Let’s talk about personal identity. Something that I noticed is that when the inches of your waist and number on the scale become the central components of your life, it is hard to stop from identifying solely through the frame of the disorder. You can find your identity being defined by traits that only surround your obsession with calories, weight loss, and trying to stay thin. I had a personality thrust upon me that my disorder created and I couldn’t escape her. I had become this quiet, introverted, thin, workout crazed, healthy eating “guru”. None of those were really representative of me, but they were who I had unwittingly become.
Have your dreams, hopes, fears, and attributes outside of the disorder been lost and forgotten? It can be all too easy to fool yourself into thinking that this new identity you’ve created is the “new you” and that you are no one else without it, but letting go of that falsehood is an important step out of the darkness.
When I was recovering I would refer to “sick Rachel” and “healthy Rachel” as if they were two different people completely. “Sick Rachel” was not the real me and in my heart I always knew it even though the voices in my mind tried to hide it from me. It took me a long time to rebuild myself back to “healthy Rachel”. As I recovered and my hair thickened up, my nails stopped breaking, my period came back, and my health returned to normal, my personality started slowly returning too. A lot of my pre-ED qualities came back (nerdy fantasy obsessions, inclination to party, social skills, a passion to work in TV, a more relaxed vibe, open heart, and positive outlook). However I also had new components to my personality that I was able to incorporate into myself. I had to re-learn what it meant to be Rachel all over again. I started realizing that “sick Rachel” was never me, it was who I became when I let the anorexia speak for me. During recovery I visualized “healthy Rachel” being locked in a dungeon in the deep recesses of my mind. All she needed to do was break free and defeat “sick Rachel” for my personality to be restored.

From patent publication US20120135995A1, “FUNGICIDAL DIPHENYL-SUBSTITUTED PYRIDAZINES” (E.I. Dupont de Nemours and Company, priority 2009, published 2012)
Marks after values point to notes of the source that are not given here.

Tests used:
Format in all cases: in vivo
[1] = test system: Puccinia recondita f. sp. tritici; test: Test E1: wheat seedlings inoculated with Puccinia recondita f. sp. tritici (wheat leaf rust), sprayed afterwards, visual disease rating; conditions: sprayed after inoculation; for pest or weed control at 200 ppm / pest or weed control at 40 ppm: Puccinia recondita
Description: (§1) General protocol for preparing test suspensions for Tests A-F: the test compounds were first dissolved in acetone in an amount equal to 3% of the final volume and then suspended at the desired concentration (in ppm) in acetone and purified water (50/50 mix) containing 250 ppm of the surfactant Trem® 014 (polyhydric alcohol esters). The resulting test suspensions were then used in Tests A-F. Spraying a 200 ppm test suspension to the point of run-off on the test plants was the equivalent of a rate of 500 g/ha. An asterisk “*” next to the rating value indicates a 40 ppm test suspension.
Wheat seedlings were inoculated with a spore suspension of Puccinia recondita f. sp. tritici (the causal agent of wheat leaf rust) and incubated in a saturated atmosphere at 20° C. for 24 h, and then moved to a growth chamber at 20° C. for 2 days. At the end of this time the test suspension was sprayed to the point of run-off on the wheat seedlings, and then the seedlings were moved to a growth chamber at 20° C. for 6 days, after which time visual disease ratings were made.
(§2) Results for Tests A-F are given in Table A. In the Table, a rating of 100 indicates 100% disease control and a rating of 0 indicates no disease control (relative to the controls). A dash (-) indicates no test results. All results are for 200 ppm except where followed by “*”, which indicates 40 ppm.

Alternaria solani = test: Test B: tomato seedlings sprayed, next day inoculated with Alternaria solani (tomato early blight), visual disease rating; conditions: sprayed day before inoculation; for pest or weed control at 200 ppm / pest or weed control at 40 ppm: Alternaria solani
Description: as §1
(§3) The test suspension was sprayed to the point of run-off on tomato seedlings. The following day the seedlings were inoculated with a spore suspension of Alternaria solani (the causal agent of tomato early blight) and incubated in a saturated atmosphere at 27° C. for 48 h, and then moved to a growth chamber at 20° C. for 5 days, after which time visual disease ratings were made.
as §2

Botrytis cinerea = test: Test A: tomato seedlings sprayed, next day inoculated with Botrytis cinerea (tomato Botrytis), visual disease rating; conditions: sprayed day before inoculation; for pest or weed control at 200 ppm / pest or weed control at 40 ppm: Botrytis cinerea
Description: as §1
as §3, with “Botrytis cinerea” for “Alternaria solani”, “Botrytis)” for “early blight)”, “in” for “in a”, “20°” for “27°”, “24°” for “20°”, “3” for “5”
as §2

So, how do you separate yourself from a mental illness that distorts you view of reality? How does “healthy Rachel” vanquish “sick Rachel?” The first step is to stop moving and eat. Eat so much that it doesn’t seem right. Continue eating and living until one day you wake up and the fog in your brain has lifted and you start seeing yourself for more than your body. That’s when you’ll start being able to really piece yourself together once again.
Your own self is the ultimate reason to recover.
Your identity is such a tricky thing to pin down. What makes you, you? When recovering it is always helpful to write down a list of things you’re recovering for. I always put Myself at the top of the list. I wanted my life back, I wanted to be me again. If you have sacrificed any fragment of yourself to try and be thin over anything else then you have already wasted far too much of your own time. It’s time to let go of all that poisonous, culturally ingrained bullshit. It’s a new year and a perfect time to remember what a badass warrior princess you really are! Instead of worrying about a workout, go watch one of your favorite movies. Instead of counting the calories in a piece of bread, bake a 3 layer cake and cover it with glitter. Stop hiding behind an identity of thinness that a disorder has convinced you is who you are. Stop worrying, start eating, start living. It may not sound easy, and it isn’t, but boy it is worth it.
Stay tuned. In my next blog post I will be outlining the exact method I used to recover.